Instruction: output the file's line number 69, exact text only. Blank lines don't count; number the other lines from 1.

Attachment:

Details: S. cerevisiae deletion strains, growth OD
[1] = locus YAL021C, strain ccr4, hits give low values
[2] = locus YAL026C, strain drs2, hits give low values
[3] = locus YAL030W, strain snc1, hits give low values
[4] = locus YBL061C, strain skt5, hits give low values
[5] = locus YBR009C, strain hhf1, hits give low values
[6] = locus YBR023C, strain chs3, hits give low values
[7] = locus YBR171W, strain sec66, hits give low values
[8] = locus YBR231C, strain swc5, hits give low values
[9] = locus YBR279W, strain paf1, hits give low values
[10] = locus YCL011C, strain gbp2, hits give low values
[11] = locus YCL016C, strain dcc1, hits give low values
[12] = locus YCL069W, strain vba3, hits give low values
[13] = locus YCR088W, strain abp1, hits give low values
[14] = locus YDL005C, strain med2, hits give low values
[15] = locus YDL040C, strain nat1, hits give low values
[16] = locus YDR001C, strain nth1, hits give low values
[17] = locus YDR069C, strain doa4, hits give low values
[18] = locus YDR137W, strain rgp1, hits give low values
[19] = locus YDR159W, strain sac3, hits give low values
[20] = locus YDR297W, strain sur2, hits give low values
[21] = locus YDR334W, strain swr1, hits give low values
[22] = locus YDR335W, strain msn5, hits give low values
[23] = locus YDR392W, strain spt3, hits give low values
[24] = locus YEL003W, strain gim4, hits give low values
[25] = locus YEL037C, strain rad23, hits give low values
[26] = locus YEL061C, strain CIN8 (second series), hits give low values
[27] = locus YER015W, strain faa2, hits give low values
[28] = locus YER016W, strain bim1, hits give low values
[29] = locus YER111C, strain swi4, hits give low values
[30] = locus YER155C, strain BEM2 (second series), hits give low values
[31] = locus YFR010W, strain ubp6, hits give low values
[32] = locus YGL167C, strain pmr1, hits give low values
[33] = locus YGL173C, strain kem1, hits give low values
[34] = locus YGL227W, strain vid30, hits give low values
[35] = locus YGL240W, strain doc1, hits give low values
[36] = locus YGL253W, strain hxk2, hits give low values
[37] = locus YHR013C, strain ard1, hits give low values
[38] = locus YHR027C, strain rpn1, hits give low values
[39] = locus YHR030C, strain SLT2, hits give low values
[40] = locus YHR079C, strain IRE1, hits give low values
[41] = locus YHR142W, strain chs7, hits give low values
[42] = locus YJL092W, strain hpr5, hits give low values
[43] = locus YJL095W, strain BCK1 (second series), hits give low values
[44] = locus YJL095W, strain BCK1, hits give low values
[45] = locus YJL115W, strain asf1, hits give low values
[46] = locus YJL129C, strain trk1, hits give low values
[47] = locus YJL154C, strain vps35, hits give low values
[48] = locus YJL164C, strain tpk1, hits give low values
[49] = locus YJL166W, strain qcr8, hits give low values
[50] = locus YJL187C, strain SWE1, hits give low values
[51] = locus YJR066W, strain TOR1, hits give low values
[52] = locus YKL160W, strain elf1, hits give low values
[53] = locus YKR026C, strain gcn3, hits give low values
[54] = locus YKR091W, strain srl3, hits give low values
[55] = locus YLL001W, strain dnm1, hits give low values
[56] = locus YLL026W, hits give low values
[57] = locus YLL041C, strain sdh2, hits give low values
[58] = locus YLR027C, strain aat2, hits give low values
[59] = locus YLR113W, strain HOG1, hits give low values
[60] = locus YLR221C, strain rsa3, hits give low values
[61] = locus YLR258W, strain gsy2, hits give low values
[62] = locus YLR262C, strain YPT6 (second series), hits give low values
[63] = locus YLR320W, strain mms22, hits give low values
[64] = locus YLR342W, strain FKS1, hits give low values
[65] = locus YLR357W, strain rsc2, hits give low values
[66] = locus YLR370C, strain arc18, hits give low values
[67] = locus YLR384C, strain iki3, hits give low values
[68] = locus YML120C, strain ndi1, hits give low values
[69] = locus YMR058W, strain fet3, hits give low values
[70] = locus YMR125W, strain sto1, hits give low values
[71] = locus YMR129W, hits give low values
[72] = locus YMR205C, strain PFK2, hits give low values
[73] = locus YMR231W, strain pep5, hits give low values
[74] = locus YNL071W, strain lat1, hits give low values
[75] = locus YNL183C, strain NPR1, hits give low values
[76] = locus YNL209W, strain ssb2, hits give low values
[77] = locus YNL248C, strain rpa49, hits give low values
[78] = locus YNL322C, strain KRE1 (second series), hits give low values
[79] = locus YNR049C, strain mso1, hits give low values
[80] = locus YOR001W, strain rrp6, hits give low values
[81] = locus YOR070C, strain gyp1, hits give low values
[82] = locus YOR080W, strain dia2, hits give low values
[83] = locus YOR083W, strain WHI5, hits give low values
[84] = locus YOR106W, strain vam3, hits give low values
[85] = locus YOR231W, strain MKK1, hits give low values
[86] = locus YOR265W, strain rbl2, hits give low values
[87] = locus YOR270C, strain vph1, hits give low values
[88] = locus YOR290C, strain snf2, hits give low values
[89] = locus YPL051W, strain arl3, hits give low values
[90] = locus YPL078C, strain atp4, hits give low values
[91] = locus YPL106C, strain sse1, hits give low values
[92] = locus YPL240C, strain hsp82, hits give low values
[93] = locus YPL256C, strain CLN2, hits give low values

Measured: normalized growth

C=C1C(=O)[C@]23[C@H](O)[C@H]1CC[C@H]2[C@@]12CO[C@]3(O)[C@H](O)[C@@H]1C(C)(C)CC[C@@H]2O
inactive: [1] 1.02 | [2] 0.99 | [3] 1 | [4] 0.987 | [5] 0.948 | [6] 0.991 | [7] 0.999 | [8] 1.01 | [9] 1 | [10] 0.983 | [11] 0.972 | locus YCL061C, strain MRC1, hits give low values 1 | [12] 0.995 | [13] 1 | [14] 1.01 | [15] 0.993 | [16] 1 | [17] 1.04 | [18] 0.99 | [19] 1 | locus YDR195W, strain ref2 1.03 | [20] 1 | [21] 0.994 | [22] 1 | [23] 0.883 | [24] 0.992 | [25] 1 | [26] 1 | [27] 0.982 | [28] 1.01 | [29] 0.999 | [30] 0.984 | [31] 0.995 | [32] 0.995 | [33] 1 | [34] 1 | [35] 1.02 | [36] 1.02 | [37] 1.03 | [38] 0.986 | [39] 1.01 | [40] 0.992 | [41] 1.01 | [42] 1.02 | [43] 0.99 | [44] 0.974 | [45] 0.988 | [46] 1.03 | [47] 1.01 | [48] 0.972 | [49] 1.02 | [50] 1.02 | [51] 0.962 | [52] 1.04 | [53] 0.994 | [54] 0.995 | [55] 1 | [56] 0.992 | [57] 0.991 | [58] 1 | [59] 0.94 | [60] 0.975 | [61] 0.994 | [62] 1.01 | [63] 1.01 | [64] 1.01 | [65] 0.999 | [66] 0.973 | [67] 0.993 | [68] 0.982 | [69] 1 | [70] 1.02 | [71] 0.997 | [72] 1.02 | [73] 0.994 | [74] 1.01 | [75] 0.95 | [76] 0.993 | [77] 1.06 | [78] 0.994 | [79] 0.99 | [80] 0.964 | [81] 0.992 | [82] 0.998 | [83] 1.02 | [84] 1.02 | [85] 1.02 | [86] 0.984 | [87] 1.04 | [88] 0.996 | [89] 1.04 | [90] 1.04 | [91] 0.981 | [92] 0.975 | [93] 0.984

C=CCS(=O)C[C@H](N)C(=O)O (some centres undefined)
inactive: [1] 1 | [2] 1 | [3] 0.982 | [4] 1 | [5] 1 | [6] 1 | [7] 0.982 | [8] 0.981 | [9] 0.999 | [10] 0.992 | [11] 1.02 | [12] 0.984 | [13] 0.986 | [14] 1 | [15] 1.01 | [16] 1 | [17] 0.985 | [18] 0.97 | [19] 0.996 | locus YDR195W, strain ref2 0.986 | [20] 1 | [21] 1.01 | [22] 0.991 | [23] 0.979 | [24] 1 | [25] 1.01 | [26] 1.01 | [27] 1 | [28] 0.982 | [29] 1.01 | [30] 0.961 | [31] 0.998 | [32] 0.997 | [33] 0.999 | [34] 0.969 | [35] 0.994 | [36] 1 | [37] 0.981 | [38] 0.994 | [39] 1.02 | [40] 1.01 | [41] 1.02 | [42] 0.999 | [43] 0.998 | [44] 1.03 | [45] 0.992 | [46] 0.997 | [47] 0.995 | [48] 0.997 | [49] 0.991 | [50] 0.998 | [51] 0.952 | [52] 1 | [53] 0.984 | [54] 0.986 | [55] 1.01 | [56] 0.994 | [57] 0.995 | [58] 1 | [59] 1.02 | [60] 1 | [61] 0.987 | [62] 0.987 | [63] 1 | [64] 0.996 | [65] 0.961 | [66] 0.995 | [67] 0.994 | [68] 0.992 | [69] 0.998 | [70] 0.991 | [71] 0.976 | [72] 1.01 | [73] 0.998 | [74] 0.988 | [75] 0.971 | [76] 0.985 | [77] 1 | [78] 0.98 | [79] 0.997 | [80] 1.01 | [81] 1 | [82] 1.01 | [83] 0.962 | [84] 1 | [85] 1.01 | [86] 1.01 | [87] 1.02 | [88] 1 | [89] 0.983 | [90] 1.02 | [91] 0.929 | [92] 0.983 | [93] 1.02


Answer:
[68] = locus YML120C, strain ndi1, hits give low values